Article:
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Robert Kubica about returning to F1: There is no other option than to keep pushing


By Berthold Bouman

Robert Kubica about returning to F1: There is no other option than to keep pushingEx-Formula One driver Robert Kubica has recently been successful in rally sport, but at the start of 2011 it was the same passion for the rally sport that almost killed the Pole. During the Ronde di Andora rally in Italy his Skoda Fabia was impaled by a large piece of guard rail. His right arm, hand and leg were almost severed and doctors at the scene even considered to amputate his arm while he was still trapped in his car.

It took almost an hour before rescue services had freed him from the wreckage and Kubica was airlifted to the Pietra Ligure Hospital were he underwent numerous operations and spent months recovering from his terrible injuries. Now, almost two years later, Kubica is back in the car, and recently won the Ronde Gomitolo Di Lana in Italy, a miracle to say the least.

“I have limited functionality of the hand and the fingers but this is something I am convinced will come back slowly because the nerves need a lot of time,” the 28-year old driver told the UK Daily Express. “There has been slow progress this year. That is life. I will not gain anything by being frustrated. It is very simple. There is no other option than to keep pushing, keep working,” he added.

Kubica’s horrible accident was by far one of the saddest racing stories of 2011, but he has never given up his hopes to one day return behind the wheel of a Formula One car. Being the star driver for BMW Sauber and later in 2010 for Lotus Renault, now Lotus F1, Kubica had everything a Formula One driver could ask for, including a maiden win in 2008 on the same circuit where he crashed heavily in 2007: the Canadian Gilles Villeneuve circuit.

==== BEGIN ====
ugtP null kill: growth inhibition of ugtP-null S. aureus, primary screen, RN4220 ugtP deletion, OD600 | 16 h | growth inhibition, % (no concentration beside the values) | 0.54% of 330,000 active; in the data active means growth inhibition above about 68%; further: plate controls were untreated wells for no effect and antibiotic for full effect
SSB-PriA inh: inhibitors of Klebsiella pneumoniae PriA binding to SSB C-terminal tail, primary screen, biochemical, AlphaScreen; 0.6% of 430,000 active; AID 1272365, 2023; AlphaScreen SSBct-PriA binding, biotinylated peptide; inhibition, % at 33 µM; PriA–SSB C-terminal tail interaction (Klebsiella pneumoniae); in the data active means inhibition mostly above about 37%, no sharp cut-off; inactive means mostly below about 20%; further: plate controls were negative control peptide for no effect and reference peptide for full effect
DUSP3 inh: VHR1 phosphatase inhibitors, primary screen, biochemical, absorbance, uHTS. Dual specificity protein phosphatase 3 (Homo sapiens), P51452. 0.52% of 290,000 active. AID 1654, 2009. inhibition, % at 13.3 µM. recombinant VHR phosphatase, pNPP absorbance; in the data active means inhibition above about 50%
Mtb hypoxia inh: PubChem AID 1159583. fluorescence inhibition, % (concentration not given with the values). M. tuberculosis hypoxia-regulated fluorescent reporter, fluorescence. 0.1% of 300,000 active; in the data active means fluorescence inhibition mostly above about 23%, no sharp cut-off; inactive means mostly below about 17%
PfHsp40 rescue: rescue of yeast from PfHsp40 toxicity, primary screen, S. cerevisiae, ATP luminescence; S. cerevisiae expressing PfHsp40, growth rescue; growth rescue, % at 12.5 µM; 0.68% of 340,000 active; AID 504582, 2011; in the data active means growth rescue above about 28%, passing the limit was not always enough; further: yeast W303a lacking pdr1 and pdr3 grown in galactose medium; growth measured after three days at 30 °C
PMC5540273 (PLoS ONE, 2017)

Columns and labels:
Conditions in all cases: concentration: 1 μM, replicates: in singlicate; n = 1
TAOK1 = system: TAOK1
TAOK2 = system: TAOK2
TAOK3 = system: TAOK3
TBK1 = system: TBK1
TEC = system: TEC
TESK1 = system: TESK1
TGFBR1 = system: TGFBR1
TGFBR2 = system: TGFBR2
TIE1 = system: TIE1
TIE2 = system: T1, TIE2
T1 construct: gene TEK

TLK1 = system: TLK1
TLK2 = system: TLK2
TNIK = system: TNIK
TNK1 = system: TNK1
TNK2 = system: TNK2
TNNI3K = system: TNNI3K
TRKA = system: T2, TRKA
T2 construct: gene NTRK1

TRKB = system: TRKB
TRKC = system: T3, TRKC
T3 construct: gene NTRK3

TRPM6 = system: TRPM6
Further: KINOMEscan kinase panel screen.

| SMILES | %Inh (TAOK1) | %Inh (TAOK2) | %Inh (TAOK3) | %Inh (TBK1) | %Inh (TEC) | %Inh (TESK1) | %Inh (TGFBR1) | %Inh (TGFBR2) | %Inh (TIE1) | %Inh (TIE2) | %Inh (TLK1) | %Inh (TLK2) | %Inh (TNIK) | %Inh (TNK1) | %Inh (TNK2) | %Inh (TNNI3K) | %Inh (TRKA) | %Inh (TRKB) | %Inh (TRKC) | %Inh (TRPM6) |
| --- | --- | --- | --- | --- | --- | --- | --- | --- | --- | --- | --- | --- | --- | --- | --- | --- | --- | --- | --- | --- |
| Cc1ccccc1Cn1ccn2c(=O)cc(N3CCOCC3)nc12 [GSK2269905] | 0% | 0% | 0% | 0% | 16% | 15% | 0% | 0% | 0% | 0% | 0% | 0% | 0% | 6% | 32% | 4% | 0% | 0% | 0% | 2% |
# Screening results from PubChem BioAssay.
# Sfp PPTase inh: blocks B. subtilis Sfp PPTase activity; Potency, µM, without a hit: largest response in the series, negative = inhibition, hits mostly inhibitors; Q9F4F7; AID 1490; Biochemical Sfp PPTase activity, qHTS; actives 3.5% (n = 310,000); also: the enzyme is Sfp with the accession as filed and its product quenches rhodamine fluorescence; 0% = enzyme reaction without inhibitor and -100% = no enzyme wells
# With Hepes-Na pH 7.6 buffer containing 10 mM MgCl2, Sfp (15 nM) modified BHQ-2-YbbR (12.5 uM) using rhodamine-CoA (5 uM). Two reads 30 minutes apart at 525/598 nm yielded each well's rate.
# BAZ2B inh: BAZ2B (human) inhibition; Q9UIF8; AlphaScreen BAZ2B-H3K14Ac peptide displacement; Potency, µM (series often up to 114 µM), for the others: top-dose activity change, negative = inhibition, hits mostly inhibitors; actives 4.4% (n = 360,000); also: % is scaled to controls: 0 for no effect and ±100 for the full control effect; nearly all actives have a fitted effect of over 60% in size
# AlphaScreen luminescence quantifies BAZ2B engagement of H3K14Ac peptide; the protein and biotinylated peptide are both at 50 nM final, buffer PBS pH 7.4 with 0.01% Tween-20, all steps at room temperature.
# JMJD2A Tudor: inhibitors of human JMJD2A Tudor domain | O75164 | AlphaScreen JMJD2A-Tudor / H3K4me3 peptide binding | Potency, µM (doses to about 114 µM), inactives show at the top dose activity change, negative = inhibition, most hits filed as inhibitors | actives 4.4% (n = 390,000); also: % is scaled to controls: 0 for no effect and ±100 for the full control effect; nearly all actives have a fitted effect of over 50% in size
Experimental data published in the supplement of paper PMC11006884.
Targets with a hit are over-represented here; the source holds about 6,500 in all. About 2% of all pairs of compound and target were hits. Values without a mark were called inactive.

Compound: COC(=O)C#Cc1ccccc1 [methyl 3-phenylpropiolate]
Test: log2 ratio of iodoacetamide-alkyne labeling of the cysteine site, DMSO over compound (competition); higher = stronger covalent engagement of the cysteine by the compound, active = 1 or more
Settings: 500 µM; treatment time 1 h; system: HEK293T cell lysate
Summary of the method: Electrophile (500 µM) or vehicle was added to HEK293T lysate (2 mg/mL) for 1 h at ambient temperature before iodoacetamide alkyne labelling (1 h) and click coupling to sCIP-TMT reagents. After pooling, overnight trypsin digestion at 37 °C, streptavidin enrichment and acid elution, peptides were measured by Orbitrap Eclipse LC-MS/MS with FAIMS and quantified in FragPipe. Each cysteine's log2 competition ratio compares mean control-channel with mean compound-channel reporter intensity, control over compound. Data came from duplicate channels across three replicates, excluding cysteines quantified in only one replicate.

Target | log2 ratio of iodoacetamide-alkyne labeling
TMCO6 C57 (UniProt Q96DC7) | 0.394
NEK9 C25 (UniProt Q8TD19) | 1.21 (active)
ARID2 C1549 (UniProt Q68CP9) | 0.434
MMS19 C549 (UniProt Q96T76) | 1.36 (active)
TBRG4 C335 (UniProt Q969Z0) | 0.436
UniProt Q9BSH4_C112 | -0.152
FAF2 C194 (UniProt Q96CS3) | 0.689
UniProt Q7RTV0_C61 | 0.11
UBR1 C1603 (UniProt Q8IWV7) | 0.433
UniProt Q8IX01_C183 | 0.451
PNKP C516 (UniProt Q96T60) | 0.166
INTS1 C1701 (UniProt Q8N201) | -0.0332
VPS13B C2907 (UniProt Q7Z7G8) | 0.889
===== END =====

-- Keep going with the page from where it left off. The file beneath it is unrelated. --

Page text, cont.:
Kubica's Skoda Fabia after the crash

Kubica’s car was impaled by a guard rail during the Ronde di Andora in 2011

About regaining strength in his injured arm he said, “Of course the strength, the power in the arm is not as good as it was, but if this was the only problem then two months of treatment and that would be gone. Unfortunately, there are bigger problems which you need to concentrate on solving than the power.”

Asked if he could return to Formula One he answered, “If this [his arm and hand] is fixed, if I get 80 per cent, then yes. It would be very simple for me to come back if I was able to operate the steering wheel properly and for that 80 per cent of flexibility would be enough.”

He still misses Formula One and said, “I find it difficult to watch Formula One races, I miss racing, that is the biggest problem I suffer. After the race, when I am at home, I think I am living a boring and monotonous life. When I am driving, thanks to concentrating, the limitations are not really affecting me a lot. I am grateful for what I have.”

Photos: Lotus F1

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